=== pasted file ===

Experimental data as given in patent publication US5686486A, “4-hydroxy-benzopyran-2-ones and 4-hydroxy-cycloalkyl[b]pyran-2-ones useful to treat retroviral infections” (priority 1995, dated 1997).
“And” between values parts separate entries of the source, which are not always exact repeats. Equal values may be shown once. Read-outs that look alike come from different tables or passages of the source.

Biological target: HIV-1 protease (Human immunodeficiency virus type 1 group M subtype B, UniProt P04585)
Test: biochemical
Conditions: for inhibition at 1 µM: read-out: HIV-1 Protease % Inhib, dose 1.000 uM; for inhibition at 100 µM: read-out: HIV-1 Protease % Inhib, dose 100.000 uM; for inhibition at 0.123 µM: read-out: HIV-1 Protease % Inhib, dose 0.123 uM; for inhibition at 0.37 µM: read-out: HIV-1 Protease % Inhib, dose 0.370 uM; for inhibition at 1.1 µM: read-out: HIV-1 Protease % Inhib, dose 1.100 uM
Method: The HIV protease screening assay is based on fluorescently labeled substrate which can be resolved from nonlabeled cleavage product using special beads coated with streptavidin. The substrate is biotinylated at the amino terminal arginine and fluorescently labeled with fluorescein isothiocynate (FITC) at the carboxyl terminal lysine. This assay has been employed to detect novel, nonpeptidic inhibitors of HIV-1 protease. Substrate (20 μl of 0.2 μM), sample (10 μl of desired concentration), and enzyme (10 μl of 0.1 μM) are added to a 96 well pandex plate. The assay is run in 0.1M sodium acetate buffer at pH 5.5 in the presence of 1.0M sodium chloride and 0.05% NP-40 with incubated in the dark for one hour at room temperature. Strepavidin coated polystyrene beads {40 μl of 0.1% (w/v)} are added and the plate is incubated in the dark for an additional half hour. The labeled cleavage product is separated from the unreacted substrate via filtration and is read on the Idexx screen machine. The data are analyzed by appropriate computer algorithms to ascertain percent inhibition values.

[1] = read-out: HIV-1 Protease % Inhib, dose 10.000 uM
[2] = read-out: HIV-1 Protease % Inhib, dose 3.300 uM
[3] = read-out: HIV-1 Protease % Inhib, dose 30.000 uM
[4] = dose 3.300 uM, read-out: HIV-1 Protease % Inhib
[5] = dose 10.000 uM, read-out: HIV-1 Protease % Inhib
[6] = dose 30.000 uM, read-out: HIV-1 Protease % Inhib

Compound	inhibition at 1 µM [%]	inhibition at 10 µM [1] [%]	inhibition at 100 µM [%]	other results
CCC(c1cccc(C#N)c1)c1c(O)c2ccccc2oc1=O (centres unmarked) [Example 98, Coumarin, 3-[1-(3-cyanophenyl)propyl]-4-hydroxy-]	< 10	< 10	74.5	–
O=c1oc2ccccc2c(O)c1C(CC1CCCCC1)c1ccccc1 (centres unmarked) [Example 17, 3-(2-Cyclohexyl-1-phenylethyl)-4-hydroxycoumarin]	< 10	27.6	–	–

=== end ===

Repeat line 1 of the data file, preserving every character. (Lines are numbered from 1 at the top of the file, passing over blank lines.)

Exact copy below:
Experimental data as given in patent publication US5686486A, “4-hydroxy-benzopyran-2-ones and 4-hydroxy-cycloalkyl[b]pyran-2-ones useful to treat retroviral infections” (priority 1995, dated 1997).